Though I admire the creativity of Bill Bensley, the architect, it all seems very forced and takes too much explaining. Nor does the idea of going to a make-believe school fit my notion of the ideal vacation. That said, the public spaces are as lavishly appointed as the rooms, and most offer plenty of nooks and crannies where one can sit undisturbed.
That is, except for the areas where food and beverages are served. There, especially now, one becomes a captive audience for staff members cross-selling the next meal, paid activity or tour. The most aggressive pitch came from the director of food service, who approached us in a quiet corner of the Chemistry Bar while we were sipping mojitos, to hand us a flyer for a $163-per-head five-course dinner that night at the Pink Pearl – the resort’s French restaurant. He had an air of desperation, which we attributed to an ill-timed visit by a guest chef; he was trying to drive traffic that way.
The best meal deal, for those with a hearty morning appetite, is the international buffet breakfast. (It is included in the room rate, or $30 per person for those like us who redeem Marriott points for the stay.) Though most guests opt for traditional Western fare, it includes such luxury items as roast duck, smoked fish and French cheeses. In lieu of the buffet, there is also an à la carte breakfast menu.
For guests who prefer to dine off campus, most options require a costly taxi ride. We walked two miles, round-trip, one evening to the food stalls down the road from the resort entrance and were disappointed. Though we are aficionados of Vietnamese street food, we found these places either busy and filthy, or not bustling enough to make us confident that the food would be fresh. On Sunday evenings, the resort stages a much-sanitized “night market,” with Vietnamese street food, for about three times what it typically costs.
A welcome addition since last year is Carlos Bravo, a chef from Mexico City, who’s in charge of the resort’s beachside Red Rum restaurant. We met him at the Friday night barbecue buffet, featuring the island’s famous seafood – sea urchin, tiger prawns, crawfish and cobia. The homemade paleta, or Popsicle, that he offered for dessert awakened memories for me of being on an exchange program in Mexico, except that this version was made with Vietnamese passion fruit.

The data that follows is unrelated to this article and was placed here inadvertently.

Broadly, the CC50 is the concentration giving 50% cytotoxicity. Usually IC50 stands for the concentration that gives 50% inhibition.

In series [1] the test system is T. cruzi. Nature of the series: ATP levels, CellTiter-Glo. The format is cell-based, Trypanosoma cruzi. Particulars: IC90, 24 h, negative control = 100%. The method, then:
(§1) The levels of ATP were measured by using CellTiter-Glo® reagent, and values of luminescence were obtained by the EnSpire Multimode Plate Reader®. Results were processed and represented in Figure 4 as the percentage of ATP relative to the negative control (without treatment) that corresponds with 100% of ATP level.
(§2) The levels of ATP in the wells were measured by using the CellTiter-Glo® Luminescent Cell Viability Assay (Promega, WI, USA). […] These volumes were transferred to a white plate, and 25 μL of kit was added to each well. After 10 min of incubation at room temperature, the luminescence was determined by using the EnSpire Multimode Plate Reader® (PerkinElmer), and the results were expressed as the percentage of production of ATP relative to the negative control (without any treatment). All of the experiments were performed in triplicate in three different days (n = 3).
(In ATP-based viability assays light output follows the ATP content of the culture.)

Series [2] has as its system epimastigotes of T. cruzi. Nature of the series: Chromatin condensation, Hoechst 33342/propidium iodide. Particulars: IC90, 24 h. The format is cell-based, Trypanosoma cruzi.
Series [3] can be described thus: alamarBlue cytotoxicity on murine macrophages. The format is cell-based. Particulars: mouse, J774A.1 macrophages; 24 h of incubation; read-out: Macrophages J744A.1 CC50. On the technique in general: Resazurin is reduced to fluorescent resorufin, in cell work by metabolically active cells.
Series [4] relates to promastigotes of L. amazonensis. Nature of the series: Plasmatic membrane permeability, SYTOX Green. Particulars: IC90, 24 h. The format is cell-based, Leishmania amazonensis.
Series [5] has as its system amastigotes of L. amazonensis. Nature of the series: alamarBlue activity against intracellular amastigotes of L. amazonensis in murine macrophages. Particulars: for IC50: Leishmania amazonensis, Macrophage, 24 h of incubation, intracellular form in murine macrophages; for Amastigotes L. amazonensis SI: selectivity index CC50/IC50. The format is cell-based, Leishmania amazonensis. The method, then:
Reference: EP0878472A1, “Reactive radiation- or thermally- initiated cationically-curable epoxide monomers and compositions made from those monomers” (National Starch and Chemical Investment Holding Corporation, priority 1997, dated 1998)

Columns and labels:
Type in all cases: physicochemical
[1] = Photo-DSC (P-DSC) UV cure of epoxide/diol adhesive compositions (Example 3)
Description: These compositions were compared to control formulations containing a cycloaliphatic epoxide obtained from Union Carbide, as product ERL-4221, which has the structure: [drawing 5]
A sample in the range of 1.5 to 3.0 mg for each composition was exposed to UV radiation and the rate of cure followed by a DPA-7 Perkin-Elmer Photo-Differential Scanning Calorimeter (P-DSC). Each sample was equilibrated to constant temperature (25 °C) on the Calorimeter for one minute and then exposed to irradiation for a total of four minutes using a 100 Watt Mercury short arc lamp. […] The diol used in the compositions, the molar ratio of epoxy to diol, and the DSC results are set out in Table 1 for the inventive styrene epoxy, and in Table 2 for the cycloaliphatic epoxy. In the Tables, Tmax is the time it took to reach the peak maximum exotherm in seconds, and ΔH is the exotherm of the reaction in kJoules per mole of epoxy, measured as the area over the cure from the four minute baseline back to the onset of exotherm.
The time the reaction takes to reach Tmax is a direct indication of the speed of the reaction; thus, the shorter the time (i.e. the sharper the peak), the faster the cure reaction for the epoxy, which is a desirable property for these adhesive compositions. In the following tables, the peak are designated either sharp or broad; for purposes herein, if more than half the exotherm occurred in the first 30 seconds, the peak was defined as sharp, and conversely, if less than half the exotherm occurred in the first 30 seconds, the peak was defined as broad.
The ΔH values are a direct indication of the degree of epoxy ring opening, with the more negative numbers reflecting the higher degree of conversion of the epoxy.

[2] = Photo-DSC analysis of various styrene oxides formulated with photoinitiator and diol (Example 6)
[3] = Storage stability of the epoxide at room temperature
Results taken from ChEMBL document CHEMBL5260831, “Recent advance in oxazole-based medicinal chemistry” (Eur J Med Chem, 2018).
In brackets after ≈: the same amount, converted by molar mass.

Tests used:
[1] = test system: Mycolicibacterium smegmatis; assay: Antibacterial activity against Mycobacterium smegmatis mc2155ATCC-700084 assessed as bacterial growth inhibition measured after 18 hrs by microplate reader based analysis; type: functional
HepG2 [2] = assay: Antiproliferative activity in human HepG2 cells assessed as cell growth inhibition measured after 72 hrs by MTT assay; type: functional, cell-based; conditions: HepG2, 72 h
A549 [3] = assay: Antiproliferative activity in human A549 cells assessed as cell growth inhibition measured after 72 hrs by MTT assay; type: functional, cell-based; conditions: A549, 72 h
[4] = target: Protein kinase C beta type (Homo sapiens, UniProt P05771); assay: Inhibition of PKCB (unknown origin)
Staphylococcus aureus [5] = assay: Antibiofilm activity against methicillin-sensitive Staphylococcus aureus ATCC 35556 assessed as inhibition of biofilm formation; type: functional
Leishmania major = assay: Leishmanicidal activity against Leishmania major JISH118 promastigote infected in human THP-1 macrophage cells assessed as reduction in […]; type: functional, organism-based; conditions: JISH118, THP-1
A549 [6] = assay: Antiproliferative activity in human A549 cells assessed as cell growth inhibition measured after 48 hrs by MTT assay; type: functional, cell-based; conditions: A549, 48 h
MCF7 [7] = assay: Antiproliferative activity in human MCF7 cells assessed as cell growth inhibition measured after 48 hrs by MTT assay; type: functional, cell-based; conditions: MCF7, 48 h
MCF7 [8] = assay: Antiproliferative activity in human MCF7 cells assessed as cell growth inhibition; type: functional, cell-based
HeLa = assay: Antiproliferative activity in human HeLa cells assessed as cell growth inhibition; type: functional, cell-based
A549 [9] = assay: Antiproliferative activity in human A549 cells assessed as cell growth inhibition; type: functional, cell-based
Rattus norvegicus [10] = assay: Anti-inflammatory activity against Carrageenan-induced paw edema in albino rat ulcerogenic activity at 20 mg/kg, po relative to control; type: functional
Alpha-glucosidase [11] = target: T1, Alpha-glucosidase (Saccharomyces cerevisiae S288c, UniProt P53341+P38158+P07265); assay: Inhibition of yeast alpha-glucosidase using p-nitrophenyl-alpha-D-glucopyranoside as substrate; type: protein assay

We returned the following day at lunchtime to sample pho pizza, another of his fusion creations. In lieu of using tomato sauce as a base, he makes a reduction of the Vietnamese beef soup known as pho, and thickens it with bean paste. That’s spread on a thin crust, topped with grated mozzarella and cheddar cheese, and baked. The next layer is essentially a Vietnamese salad: grilled flap steak and raw vegetables – bean sprouts, chopped cilantro and paper-thin slices of red onion. A squirt of lime, served as a garnish, is optional but recommended.
When, at checkout, I heard about the stranded Shanghai family, I felt a twinge of envy. This piece of paradise seems so fragile that I, too, wanted an excuse to linger. The JW Marriott staff fights a constant battle against the elements; though furniture can be reupholstered, cracked walkways and mildewed buildings that have developed, just three years after the resort’s much-ballyhooed opening, are harder to address.
More significantly, from the fourth-floor terraced walkway that led to our room, we could observe a building boom, even since last year. As beach shacks yield to many new luxury establishments, sustainability is likely to become an issue.
Flotsam and jetsam washing up on the shore is already such a problem, that the JW Marriott wages a full-court press against it. All staff not assigned to breakfast duty are required to spend one predawn hour, as necessary, cleaning the beach. The landscape team continues the effort throughout the day.
Whether it came from the mainland, according to the official story, or from closer by, there was a small quantity of drifting debris each time we took an ocean dip. That said, based on the appearance of the beach, the JW Marriott seems to be much more diligent than the owner of an adjacent property about addressing the issue.
To encourage visitors, Phu Quoc has been designated a special economic zone. That means no Vietnamese visa is required for those who arrive from a foreign country and then depart to another international destination without traveling elsewhere in Vietnam. For last-minute travelers, JW Marriott is offering special incentives right now, including free airport transfers and a 25 percent discount on food and beverages. It’s a sweet deal whether one is marooned on this island, or lingers by choice.
Deborah L. Jacobs is the author most recently of Four Seasons in a Day: Travel, Transitions and Letting Go of the Place We Call Home. All her travel is self-financed. Follow her on Twitter at @djworking and join her on Facebook here. You can subscribe to future blog posts by using the sign-up box on her website’s homepage.